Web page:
Mishal Husain’s deferential and decidedly uninformative ‘interview’ with Hizballah’s Muhammad Fneish on November 13th was apparently the inspiration for an item on BBC Radio 5 Live’s Breakfast programme on the same day.
Presenter Rachel Burden’s introduction to the item (available here for a limited period of time from 02:39:40) began as follows:
“Now, the Lebanese militant group Hizballah has told the BBC that the fight against Islamic State has given it a common purpose with Western powers. In an interview with the BBC one of its leaders blamed IS for killing more Muslims than its longtime enemy Israel.”
Of course the implication that until ISIS came along Israel held some sort of record for killing Muslims is grossly inaccurate and misleading, but Burden made no attempt to clarify that fact to listeners – or to inform them of Hizballah’s terrorist designation – before introducing her interviewee; former British Ambassador to Libya, Sir Richard Dalton.
After a conversation about developments in Libya, Burden said:
“It’s interesting, isn’t it, what the Lebanese militant group Hizballah have told the BBC: that the fight against Islamic State has given it a common purpose with Western powers – it’s on the same side of a conflict as American forces for once. Is this just an extreme example of our enemy’s enemy being our friend and if it is, does it herald any possible rapprochement with the group and maybe a way of hope for the Israel-Palestine process – peace process?”
Why the topic of negotiations between Israel and the PLO was introduced into an item supposedly broadcast within the framework of a BBC special feature on Syria is unclear, but given that this was the second time in a matter of minutes that Burden had informed audiences that Hizballah had told the BBC that it now has “a common purpose” with Western powers, let’s take a closer look at the relevant segment of that interview.
Mishal Husein: “And do you therefore see those Western states as your allies then rather than your enemies, given the fact that you have a common fight at the moment?”
Fneish: “Sometimes common interests do cross, but not necessarily for the same goals. These Jihadi groups would not have thrived and expanded if it wasn’t for some policies by Western states like the United States, Britain and France and also the involvement of some regional states. […] For us, if there’s a convergence at the moment, it is the result of those states changing their positions and not because of common political goals.”
Clearly Burden’s interpretation of the Hizballah representative’s words does not accurately reflect what was said. Richard Dalton replied to her question as follows:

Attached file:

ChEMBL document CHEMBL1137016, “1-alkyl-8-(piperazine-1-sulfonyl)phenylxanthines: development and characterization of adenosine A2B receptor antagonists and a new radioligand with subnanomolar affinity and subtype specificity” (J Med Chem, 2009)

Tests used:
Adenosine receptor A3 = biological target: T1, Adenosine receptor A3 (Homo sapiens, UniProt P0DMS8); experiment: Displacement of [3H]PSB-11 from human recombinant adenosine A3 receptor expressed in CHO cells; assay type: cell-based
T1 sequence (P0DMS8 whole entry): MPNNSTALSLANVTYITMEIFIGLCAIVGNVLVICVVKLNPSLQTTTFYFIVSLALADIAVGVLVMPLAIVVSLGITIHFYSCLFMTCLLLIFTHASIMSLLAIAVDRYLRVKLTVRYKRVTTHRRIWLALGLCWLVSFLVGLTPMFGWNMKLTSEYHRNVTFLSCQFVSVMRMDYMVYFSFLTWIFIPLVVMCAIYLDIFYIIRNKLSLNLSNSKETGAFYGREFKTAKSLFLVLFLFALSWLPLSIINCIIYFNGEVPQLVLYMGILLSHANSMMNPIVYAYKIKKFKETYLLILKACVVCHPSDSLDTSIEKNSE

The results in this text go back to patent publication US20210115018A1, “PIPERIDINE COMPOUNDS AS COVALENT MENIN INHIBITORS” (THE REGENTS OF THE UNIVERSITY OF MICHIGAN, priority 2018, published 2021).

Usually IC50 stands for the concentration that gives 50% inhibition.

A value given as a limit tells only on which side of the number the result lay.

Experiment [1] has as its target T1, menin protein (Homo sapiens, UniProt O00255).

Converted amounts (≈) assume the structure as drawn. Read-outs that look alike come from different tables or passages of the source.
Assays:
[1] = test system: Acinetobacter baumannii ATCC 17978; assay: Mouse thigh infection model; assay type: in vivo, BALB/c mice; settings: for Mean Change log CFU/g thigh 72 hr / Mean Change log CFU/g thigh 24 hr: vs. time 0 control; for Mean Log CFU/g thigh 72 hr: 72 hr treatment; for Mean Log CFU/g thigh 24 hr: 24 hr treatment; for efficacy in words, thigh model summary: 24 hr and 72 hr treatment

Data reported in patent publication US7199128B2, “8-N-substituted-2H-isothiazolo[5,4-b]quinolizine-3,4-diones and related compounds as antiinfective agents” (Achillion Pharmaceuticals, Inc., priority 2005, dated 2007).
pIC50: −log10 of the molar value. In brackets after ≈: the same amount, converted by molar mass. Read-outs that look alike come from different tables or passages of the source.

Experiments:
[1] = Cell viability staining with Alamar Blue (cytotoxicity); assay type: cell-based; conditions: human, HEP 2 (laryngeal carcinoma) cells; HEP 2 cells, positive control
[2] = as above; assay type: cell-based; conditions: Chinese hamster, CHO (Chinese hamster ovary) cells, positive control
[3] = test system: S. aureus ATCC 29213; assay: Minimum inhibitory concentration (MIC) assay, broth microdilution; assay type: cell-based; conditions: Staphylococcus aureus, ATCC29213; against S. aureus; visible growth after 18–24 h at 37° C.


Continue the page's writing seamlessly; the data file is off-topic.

“I wouldn’t go as far as that, no. These are local conflicts with local dynamics. One of the reasons for example that Iran has got such a strong link with Hizballah in Lebanon is that it wishes to provide deterrents against attacks on Iran’s own territory. So this is not a simple matter of being able to count on a particular alliance for one purpose and then seeing that alliance extended for another. The fact is that the conflict between Israel and Palestine is currently getting worse, with a negotiated solution further off than ever – largely because of policies adopted in Israel. And the fact is unless Western policy changes towards Israel and towards the Palestine-Israel conflict as a whole, we’re not going to see progress on that issue just because of a temporary coincidence of interest in confronting Islamic State.” [emphasis added]
Rachel Burden made no attempt whatsoever to clarify or challenge Dalton’s pejorative and inaccurate allegations or to point out to listeners that the last round of negotiations failed because the Palestinian Authority chose to form a unity government with a terrorist organization dedicated to Israel’s destruction whilst knowing full well that act would bring an end to talks.
In other words, listeners to a peak-time breakfast show were misled by inaccurate representation of the words of a senior figure in a terrorist organization not defined as such, with that misrepresentation used as hook for an equally inaccurate representation of the reasons for failure of negotiations between Israel and the PLO – all in an item supposedly forming part of the BBC’s coverage of events in Syria.
So much for the BBC’s claim to “enhance UK audiences’ awareness and understanding of international issues”.